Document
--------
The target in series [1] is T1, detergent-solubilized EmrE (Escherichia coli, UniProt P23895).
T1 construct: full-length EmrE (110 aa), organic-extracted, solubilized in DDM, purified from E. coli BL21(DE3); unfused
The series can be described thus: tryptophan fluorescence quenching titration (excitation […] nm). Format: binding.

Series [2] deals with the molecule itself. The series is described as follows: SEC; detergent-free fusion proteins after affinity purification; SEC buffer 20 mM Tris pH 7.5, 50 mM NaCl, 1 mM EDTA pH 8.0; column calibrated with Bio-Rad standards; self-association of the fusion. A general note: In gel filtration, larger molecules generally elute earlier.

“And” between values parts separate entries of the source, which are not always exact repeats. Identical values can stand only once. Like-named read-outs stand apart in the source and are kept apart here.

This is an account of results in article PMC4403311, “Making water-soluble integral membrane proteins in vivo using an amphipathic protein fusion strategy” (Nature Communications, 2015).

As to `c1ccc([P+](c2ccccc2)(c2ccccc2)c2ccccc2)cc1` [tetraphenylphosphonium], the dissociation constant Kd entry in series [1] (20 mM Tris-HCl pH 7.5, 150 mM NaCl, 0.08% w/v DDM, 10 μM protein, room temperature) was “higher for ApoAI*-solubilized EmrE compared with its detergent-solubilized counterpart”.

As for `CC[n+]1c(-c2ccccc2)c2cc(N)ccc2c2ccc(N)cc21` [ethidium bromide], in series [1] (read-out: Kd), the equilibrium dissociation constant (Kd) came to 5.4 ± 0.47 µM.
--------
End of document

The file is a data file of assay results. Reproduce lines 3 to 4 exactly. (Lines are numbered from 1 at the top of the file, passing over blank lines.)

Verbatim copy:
The series can be described thus: tryptophan fluorescence quenching titration (excitation […] nm). Format: binding.

Series [2] deals with the molecule itself. The series is described as follows: SEC; detergent-free fusion proteins after affinity purification; SEC buffer 20 mM Tris pH 7.5, 50 mM NaCl, 1 mM EDTA pH 8.0; column calibrated with Bio-Rad standards; self-association of the fusion. A general note: In gel filtration, larger molecules generally elute earlier.